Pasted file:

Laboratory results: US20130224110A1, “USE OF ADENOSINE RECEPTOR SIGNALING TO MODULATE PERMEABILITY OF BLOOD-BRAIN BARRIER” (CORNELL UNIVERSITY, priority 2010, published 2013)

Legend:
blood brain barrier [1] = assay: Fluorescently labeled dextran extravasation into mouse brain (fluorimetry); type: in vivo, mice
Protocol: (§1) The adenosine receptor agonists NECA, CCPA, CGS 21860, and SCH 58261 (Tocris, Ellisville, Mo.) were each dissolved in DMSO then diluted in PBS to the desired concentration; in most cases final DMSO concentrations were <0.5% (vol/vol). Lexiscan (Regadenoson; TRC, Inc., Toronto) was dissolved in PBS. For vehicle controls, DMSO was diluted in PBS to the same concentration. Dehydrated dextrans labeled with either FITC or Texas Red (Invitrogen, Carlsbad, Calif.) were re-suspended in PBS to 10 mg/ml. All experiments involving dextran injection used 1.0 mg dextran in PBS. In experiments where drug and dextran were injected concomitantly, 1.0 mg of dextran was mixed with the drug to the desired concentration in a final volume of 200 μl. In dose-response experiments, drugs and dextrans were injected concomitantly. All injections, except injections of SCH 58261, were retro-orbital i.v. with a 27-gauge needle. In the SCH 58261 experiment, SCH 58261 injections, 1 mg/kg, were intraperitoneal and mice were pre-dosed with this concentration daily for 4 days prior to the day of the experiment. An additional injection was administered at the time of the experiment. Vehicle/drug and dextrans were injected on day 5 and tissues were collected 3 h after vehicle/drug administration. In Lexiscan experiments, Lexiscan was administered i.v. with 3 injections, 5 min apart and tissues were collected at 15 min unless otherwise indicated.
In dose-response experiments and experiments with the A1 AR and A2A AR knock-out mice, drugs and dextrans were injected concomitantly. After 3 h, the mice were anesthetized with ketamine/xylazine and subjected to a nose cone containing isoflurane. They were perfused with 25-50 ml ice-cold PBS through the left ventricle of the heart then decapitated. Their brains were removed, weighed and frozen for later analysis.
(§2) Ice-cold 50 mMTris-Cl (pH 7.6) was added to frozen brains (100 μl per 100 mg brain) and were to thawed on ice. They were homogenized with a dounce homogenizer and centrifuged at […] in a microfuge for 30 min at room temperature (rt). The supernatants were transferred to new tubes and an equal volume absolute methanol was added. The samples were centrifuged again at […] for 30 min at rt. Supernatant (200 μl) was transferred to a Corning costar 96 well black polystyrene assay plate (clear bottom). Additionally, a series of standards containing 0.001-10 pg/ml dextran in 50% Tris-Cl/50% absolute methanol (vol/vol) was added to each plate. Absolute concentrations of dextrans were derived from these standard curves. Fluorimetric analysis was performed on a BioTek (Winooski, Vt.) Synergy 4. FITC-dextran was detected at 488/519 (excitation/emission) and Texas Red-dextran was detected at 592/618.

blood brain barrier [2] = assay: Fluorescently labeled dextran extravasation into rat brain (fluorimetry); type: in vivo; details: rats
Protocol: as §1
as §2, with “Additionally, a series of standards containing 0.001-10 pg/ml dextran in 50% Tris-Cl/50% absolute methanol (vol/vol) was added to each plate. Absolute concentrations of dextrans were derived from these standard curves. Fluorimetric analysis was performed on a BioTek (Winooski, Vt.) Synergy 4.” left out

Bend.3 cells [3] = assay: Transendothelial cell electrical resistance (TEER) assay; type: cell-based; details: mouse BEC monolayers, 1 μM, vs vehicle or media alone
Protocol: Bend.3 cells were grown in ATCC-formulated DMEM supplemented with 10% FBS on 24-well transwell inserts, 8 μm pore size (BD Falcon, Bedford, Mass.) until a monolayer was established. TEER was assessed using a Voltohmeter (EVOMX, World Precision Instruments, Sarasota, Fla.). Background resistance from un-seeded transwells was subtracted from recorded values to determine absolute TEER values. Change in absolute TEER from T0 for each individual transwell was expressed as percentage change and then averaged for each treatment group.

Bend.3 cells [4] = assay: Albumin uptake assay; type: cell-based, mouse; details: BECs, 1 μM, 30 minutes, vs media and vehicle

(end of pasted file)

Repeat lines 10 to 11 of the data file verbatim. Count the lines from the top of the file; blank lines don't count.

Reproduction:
Bend.3 cells [3] = assay: Transendothelial cell electrical resistance (TEER) assay; type: cell-based; details: mouse BEC monolayers, 1 μM, vs vehicle or media alone
Protocol: Bend.3 cells were grown in ATCC-formulated DMEM supplemented with 10% FBS on 24-well transwell inserts, 8 μm pore size (BD Falcon, Bedford, Mass.) until a monolayer was established. TEER was assessed using a Voltohmeter (EVOMX, World Precision Instruments, Sarasota, Fla.). Background resistance from un-seeded transwells was subtracted from recorded values to determine absolute TEER values. Change in absolute TEER from T0 for each individual transwell was expressed as percentage change and then averaged for each treatment group.